To make the most effective use of your data science team, employ the skills of a professional editor.
Editors for leadership and management
Just like you have experts in leadership, management, and of course analytics on your data science team; you must have experts in communication. Editors articulate thoughts and ideas into effective communication media, and there's no strategy or data science team that doesn't need this. So, without a specific role to play this part, editing often becomes a group exercise among your most expensive and least appropriate resources. I've often seen managers unofficially anointed to this thankless role, and even if they are good, wouldn't you rather have them managing the team? Worse yet, the manager's draft now goes up to the leaders who must now spend their time in edits instead of setting the course. This is a gross misuse of valuable resources. With relatively little additional expense, hire an editor to worry about content - they're the experts.
Perhaps the most obvious and direct application of editors is in the leadership function. Leaders are responsible for articulating the vision and helping the organization through the anxiety of unchartered waters. Having a big data analytic component to your corporate strategy makes this task even more daunting. Although many are coming around to the idea of embracing analytics in a corporate strategy, it's still a black box to the masses. A good editor can help explain unfamiliar concepts like machine learning and natural language processing in a way that makes the rest of the organization relate them to the company's future.
Although leaders obviously benefit from having an editor around, management could really use a hand as well. Managers are busy, busy people - busier than anyone else on the team. The last thing you want to do is tax them with another responsibility; however, it seems like managers are the de facto editors when nobody else is assigned. Communication is vitally important to managers - it's they're primary tool for harnessing all the complexity of a strategy, especially one that involves big data analytics. A manager should be able to throw rough ideas and bullet points to an editor, and in return, get clean and clear reports and presentations that can be shared with leadership, the data science team, and the rest of the organization. The trick here is to make sure your editor has enough talent and context to follow what's going on. If the editor's output needs to be edited by the manager - that defeats the purpose!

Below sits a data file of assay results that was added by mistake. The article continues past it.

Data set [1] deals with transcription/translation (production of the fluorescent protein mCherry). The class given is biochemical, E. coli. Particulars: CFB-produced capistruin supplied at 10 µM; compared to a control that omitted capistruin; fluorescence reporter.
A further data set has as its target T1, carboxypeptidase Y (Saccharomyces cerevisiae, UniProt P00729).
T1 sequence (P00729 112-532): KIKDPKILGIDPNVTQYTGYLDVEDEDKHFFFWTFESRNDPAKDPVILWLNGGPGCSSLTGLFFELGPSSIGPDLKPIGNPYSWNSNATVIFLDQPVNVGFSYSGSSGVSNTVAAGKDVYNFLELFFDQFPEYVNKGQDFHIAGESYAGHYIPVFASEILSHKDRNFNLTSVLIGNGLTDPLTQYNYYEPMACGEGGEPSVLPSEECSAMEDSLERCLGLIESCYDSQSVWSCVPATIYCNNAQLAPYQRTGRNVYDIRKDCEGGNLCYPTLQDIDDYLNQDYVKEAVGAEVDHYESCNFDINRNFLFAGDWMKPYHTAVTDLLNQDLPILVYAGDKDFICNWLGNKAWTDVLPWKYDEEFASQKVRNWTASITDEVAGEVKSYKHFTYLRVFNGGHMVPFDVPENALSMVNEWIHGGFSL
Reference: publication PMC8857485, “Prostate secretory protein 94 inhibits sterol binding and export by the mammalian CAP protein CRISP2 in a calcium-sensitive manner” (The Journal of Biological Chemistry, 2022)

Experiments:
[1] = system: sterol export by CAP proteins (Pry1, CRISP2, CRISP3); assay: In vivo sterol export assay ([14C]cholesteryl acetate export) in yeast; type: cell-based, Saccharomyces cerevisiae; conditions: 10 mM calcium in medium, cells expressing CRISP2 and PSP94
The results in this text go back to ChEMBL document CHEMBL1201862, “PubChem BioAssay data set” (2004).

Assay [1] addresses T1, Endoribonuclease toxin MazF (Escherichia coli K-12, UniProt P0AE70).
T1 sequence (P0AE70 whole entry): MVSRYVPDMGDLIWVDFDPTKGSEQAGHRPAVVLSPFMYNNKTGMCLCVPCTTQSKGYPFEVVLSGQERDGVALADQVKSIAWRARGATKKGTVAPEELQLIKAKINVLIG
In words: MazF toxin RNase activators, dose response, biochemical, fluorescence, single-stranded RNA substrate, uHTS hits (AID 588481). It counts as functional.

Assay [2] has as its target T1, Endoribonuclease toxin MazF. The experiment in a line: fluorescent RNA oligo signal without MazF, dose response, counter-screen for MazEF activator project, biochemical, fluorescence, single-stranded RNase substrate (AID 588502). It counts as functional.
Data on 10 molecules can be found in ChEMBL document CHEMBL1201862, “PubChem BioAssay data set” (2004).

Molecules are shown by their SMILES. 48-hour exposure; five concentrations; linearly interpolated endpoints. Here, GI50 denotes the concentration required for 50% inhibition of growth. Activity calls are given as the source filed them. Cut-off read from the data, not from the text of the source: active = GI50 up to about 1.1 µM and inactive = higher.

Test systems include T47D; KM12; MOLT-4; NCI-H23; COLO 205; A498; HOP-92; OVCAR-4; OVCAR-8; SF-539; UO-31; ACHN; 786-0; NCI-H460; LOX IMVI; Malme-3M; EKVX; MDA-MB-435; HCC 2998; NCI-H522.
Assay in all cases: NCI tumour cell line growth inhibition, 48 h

Editors and data scientistsThere's a special kind of editor that can add a great deal of value to the data science team itself. The role of this editor is to clarify the work produced by the data science team. For instance, your data science team may be tasked with qualitative analysis against your operational data. One of the key outputs of this exercise is a research paper that explains their findings. The editor in this case must ensure this paper is well written. Although the goal for the editor is to make this type of work generally consumable, the main audience for this editing is other data scientists.